THE BOTTOM LINE

Pointing fingers

DEIRDRE McMURDY September 5 1994
THE BOTTOM LINE

Pointing fingers

DEIRDRE McMURDY September 5 1994

Pointing fingers

THE BOTTOM LINE

If the organizers of the Commonwealth Games ever get bored with badminton and decide to branch out, the recent collapse of Confederation Life Insurance Co. has revealed at least one alternative sport: finger-pointing. In corporate circles, Canada has some true champions in this event. The rules are simple, the equipment is minimal.

In the case of Confederation Life, the company’s first financial wobbles led to a marathon of finger flexing as players from Ottawa to Bay Street geared up for the inevitable point-off. By the time Confederation Life finally imploded on Aug. 11, all parties concerned were in peak condition. And without missing a beat, the blame was neatly portioned out among them. Management—past and present—was castigated for overly aggressive investments in risky real estate. The fledgling trust subsidiary was faulted for sapping the strength of the established insurance operation. The directors were taken to task for their failure to rein in management. And even GreatWest Life, the company that was poised to bail out Confederation Life, was criticized for taking too long before backing out.

But even among the most accomplished fingerpointers, the perennially popular—and the safest— thing to attack was the regulation of the insurance industry. Finger-pointing, after all, is not a contact sport. And government regulation is a broad enough subject that knocking it can create the appearance of action without actually rocking the boat. In keeping with that spirit, the Senate banking committee, which will conduct a post-mortem on Confederation Life with a series of hearings this fall, made it clear that it is not embarking on a “witch-hunt.” Rather, it intends to probe such grand issues as regulatory policy and insurance industry structure.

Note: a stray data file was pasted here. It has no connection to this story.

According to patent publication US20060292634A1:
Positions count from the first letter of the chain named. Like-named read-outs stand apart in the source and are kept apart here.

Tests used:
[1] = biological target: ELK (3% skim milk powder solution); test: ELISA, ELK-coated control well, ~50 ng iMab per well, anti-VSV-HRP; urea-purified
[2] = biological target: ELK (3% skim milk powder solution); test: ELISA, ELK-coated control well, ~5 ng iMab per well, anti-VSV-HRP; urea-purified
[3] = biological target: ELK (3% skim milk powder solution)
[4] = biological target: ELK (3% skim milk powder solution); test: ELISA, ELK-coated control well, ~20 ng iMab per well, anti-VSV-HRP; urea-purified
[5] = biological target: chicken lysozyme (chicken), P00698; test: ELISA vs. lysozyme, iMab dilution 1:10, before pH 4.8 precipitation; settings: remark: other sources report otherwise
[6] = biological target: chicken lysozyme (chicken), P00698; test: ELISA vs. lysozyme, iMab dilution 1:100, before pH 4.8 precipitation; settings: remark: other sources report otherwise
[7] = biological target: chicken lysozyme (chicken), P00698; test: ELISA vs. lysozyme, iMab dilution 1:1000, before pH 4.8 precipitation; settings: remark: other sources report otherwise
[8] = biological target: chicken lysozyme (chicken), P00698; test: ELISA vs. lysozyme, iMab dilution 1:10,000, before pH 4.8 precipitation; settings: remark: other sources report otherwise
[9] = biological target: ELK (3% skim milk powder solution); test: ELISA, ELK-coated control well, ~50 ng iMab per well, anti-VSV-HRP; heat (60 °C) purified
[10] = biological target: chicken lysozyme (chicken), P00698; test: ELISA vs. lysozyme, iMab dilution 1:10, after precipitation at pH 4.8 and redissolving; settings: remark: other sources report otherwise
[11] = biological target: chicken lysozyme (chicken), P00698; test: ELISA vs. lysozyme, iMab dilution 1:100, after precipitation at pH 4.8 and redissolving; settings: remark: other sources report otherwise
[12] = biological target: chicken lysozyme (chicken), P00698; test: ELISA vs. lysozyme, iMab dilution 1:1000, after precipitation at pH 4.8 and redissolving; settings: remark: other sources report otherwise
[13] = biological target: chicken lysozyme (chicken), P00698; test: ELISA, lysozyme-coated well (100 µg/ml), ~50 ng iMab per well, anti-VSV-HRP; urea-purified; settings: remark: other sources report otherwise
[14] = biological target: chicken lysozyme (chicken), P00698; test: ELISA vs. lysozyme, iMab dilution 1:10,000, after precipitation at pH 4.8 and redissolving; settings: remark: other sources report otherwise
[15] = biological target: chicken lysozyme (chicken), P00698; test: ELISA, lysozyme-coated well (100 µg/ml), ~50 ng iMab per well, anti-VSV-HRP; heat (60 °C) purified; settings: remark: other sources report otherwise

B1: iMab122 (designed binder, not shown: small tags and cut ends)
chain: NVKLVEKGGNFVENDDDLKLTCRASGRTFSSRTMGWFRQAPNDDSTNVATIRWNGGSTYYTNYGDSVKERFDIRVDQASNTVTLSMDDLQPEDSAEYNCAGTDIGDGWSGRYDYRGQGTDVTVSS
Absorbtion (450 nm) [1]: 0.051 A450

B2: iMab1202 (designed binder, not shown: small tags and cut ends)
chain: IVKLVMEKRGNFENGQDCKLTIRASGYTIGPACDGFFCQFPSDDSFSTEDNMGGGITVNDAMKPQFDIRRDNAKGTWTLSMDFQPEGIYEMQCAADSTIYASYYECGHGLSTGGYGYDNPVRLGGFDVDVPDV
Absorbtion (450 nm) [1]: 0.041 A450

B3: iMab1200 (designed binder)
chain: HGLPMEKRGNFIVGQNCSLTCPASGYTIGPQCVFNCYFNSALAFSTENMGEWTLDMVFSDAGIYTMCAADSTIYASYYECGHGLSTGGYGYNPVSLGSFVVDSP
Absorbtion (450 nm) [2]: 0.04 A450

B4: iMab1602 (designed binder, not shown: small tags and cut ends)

Above all, the Senate’s tactful review should allow everyone else to press ahead with their respective agendas while preserving a seemly appearance of concern about Confederation Life’s policyholders. The Canadian Life and Health Insurance Association, for one, is already up on its hind legs, barking about the need to create a new

DEIRDRE McMURDY

Crown corporation. This proposed body would be dedicated to protecting insurance policyholders in the same manner that bank and trust company clients are protected—up to a $60,000 limit—by the Canada Deposit Insurance Corp. (CDIC). Sounds like a solid, safe idea, right?

Wrong. A recent report from the C. D. Howe Institute, “Ensuring Failure,” carefully documents how government-backed deposit insurance has directly contributed to insolvency and instability in the domestic banking sector since it was introduced in 1967. According to the study, the CDIC has enabled weak, mismanaged financial institutions to enter a newly deregulated market and to operate aggressively without incurring real risk: the CDIC safety net ultimately guarantees that their stronger peers will bail them out in a pinch.

So why on earth is the insurance industry— especially at a time of considerable uncertainty— eagerly volunteering to saddle itself with the same onerous obligations and inefficiencies? The answer lies in the highly flawed “deregulation” of s Canada’s financial ser§ vices sector. As the banks are permitted to steadily _ encroach upon the tradi“ tional turf of brokers, mutual funds, trust companies and, increasingly, insurance companies, deposit insurance has become a huge competitive advantage. Because the CDIC virtually eliminates risk for depositors, it allows banks to attract capital and customers at a relatively low cost For insurance companies, who are now slugging it out with the banks in their own market—while simultaneously trying to build a new consumer base for their broadened mix of financial products—the banks’ guaranteed grip on their clients is making it tough to survive, let alone compete. Just as the rules of deregulation allowed bankowned brokerage firms to drive foreign-controlled competitors out of Canadian stock markets, it is now causing firms like New York Life to withdraw from the Canadian insurance business. And unless the financial services playing field is levelled soon, there won’t even be enough fingers left to get a good pointing match going.